June 18 through June 24 is National Nursing Assistants Week. The week honors and recognizes the hard work and effort direct care workers perform in caring for older adults.
Who are the Nursing Assistants (Direct Care Workers)?
In 2007, the Bureau of Labor Statistics published a profile of direct care workers. While “direct care worker” includes more than nursing assistants, the profile certainly fits. The majority (90%) of direct care workers are female and nearly half (49%) are minorities. Also, over three-fifths (62%) of direct care workers only have a high school education or less. In 2005, direct care workers earned a median hourly wage of $9.26. This hourly rate translated to an annual rate of $29,770.
Although this BLS profile was created in 2007, not much has changed since then. The majority of direct care workers are women, minorities, and have a high school education or less. Unfortunately, direct care workers are still chronically underpaid and undervalued.
The Role of Direct Care Workers
These are the people who provide the majority of care in long-term care settings. They support residents in getting meals and participating in activities. Direct care workers offer compassion and dignity in providing residents’ baths and assisting in toileting. These tasks are considered menial work. However, their critical custodial care keeps older adults functioning in nursing homes and other long-term care communities.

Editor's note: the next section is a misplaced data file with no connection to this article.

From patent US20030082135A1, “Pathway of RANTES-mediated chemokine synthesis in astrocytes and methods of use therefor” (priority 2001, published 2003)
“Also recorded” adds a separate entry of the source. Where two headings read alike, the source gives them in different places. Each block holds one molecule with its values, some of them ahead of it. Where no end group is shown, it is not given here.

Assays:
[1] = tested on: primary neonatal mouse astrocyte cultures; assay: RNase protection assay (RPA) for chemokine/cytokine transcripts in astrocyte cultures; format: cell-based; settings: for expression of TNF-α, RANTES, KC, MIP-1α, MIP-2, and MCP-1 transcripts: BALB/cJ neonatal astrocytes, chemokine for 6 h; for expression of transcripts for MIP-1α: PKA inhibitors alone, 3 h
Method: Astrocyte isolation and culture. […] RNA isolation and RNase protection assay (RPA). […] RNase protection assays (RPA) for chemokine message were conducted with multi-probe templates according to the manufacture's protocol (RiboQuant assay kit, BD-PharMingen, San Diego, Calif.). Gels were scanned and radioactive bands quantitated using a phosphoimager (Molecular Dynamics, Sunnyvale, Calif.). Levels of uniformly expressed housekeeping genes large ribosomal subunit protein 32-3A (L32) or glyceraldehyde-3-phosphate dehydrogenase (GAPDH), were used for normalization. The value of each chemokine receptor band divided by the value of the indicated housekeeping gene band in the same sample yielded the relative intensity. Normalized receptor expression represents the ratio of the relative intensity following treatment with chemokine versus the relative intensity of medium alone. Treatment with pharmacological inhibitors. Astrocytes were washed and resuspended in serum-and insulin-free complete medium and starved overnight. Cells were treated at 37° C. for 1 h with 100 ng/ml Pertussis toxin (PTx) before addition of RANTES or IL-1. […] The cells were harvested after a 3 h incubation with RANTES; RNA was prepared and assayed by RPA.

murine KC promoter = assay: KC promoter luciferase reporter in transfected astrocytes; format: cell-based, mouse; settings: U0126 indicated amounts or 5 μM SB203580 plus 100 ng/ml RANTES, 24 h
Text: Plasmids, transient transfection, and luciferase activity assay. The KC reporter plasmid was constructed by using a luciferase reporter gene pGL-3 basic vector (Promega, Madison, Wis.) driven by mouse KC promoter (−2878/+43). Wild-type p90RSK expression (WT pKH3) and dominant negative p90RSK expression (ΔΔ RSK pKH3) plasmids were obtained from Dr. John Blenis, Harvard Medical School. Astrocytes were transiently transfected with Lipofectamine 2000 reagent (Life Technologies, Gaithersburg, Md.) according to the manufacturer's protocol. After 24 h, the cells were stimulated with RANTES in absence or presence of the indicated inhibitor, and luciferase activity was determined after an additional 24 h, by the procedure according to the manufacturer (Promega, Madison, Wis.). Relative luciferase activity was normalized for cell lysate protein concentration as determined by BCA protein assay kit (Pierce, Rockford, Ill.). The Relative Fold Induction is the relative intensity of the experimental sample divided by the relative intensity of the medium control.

Direct care workers also know their residents. They play detective in understanding what residents with dementia are trying to communicate. Also, these workers know their residents’ triggers and moods. Furthermore, they are arguably the most knowledgeable staff members, in terms of resident needs and preferences.
Regrettably, direct care workers are still underpaid and undervalued, despite the crucial role they provide. It is shameful that not much, if anything, has changed regarding their pay and status. While the week-long, annual acknowledgement of the work they do is a start, more needs to be done. Direct care workers need training opportunities. They also must have support and higher wages. It is vital to improve the lives of direct care workers. We need to honor their role in serving and caring for residents. It will take more than a week to get it done.
Kathy Dreyer, Ph.D., is an Advisor at AGE-u-cate® Training Institute, which develops and delivers innovative research-based aging and dementia training programs such as Dementia Live® and Compassionate Touch®, for professional and family caregivers; email@example.com